Province approves 500kV power line to Minnesota
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Hey there, time traveller!
This article was published 04/04/2019 (1398 days ago), so information in it may no longer be current.
The provincial government has approved an environmental licence for the Manitoba-Minnesota Transmission Project, after about five years worth of consultations.
Manitoba Hydro is ready to start construction on the 500-kilovolt power line as soon as it gets federal approval.
Hydro spokesperson Bruce Owen said by email the Crown corporation expects a federal decision on or prior to May 16.
“In the interim, we’ve planned for an accelerated construction schedule for some time, and we’ve selected two contractors to work on different sections of the line as soon as all licences are received and conditions of approval are satisfied,” Owen said.
Hydro expects the transmission line to be in service by June 2020.
The Manitoba-Minnesota line will double Hydro’s energy import capacity in case of power emergencies.
Sustainable Development Minister Rochelle Squires noted it will also displace 1.5 megatonnes of carbon emissions in favour of renewable energy.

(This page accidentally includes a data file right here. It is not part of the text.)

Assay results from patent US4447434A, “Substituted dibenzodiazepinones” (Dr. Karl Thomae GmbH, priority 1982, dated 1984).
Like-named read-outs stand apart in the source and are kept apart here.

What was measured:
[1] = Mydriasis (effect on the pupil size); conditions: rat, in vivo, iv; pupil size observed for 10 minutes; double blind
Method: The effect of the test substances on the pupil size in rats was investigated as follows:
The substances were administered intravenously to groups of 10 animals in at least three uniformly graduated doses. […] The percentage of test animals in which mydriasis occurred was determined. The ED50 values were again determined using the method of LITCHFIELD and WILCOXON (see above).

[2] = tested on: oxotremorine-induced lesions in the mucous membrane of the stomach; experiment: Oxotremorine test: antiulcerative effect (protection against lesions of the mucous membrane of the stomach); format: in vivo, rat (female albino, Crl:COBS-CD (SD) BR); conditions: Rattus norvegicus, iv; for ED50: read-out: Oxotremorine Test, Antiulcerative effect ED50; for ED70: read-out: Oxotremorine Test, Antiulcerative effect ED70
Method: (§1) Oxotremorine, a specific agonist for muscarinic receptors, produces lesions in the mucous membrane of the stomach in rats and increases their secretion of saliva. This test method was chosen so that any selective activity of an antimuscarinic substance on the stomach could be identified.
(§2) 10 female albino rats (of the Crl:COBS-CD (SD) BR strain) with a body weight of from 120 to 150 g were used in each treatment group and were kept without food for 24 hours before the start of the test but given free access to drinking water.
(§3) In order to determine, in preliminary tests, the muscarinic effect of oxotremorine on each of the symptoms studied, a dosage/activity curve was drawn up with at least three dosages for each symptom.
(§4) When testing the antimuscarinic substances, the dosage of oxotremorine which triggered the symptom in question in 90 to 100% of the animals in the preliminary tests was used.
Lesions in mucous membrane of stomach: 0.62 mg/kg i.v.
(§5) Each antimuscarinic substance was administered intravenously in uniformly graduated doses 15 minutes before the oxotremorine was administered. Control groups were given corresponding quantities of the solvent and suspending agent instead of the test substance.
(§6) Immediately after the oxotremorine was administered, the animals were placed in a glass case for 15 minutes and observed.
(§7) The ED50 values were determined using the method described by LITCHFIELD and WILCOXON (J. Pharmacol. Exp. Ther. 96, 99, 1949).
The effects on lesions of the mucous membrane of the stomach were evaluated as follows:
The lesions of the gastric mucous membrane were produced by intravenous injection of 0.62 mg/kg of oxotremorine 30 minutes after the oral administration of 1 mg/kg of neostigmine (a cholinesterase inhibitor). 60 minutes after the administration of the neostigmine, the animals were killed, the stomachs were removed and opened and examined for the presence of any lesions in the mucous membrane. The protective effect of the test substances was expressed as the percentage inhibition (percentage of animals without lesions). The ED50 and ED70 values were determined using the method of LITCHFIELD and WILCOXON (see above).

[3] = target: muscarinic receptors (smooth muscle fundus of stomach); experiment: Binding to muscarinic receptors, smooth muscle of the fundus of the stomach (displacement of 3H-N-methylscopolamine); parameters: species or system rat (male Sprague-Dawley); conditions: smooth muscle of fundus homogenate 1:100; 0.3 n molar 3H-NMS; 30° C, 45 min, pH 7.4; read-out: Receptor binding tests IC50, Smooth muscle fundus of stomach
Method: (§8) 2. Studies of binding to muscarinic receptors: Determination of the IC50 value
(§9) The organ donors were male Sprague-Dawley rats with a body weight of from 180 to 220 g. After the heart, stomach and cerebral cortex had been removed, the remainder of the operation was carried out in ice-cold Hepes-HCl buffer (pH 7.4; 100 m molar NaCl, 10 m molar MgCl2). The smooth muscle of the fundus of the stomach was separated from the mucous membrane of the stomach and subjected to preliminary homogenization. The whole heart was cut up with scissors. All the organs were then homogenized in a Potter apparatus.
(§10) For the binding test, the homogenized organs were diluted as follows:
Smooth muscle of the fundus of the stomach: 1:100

“So after five years and four extensive review processes, we have reviewed all the material and Manitoba feels very confident in issuing the licence,” Squires said, adding: “And we believe that our consultations with Indigenous groups have been meaningful and consistent with the honour of the Crown.”
The Manitoba Metis Federation has taken the province to court over it axing a $67.5-million agreement to compensate Métis people for the planned construction of Hydro projects, including the Manitoba-Minnesota line.
The preliminary hearing is set for April 12 in the Court of Queen’s Bench in Winnipeg.
Squires said she doesn’t believe the court proceedings will affect the federal licensing approval process. She pointed out the National Energy Board recommended in November the federal cabinet approve the project by the beginning of 2019.
The minister said she and her cabinet predecessor (Cathy Cox) had “extensive conversations” with the MMF about the transmission project, as well as 15 other First Nations groups in Manitoba and Ontario.